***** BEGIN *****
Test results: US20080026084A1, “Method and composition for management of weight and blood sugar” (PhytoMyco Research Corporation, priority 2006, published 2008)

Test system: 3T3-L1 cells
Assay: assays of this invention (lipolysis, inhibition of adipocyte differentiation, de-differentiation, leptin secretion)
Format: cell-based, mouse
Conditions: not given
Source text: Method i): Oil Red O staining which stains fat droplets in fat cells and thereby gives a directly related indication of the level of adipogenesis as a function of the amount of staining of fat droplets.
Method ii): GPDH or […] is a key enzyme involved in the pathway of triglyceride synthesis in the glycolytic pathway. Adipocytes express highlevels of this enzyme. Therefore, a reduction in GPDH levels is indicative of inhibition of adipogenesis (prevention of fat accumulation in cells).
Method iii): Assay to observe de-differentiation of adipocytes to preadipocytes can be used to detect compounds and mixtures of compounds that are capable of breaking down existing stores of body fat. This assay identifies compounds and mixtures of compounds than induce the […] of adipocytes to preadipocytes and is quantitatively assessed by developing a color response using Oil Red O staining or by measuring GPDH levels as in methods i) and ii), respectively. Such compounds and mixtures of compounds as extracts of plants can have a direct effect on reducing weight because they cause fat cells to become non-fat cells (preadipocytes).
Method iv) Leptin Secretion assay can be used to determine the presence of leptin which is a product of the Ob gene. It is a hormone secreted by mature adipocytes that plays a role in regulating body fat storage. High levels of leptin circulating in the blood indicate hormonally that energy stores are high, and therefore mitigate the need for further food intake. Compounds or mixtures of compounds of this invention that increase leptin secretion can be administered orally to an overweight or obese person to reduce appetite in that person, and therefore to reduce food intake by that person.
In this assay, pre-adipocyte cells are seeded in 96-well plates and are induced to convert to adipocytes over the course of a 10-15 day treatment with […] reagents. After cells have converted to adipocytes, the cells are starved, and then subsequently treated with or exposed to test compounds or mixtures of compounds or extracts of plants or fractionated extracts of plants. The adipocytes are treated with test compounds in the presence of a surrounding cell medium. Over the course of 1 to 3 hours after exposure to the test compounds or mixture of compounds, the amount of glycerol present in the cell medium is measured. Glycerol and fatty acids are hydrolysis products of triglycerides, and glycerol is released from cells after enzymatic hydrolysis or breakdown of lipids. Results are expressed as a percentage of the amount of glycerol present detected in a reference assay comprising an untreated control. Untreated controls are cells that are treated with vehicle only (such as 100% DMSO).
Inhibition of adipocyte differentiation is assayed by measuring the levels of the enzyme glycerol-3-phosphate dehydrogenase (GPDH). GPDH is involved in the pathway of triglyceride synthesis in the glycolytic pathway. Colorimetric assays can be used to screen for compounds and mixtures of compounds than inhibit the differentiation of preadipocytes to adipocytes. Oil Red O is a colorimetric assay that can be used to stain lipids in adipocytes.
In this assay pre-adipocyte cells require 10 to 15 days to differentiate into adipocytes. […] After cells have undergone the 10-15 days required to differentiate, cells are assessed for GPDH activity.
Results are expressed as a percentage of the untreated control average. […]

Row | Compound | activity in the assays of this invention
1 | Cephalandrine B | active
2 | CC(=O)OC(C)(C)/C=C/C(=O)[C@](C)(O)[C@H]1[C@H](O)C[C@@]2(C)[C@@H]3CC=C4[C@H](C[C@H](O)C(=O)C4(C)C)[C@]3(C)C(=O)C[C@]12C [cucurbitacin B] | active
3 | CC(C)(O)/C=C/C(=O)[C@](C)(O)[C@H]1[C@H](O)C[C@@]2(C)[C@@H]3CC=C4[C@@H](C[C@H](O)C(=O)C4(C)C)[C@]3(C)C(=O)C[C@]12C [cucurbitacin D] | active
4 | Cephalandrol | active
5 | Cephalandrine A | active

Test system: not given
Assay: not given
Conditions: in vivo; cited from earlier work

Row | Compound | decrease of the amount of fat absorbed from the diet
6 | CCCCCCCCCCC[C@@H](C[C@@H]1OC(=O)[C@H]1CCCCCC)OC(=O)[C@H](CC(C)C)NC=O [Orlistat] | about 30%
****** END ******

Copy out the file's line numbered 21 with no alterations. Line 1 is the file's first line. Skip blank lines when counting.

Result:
Assay: not given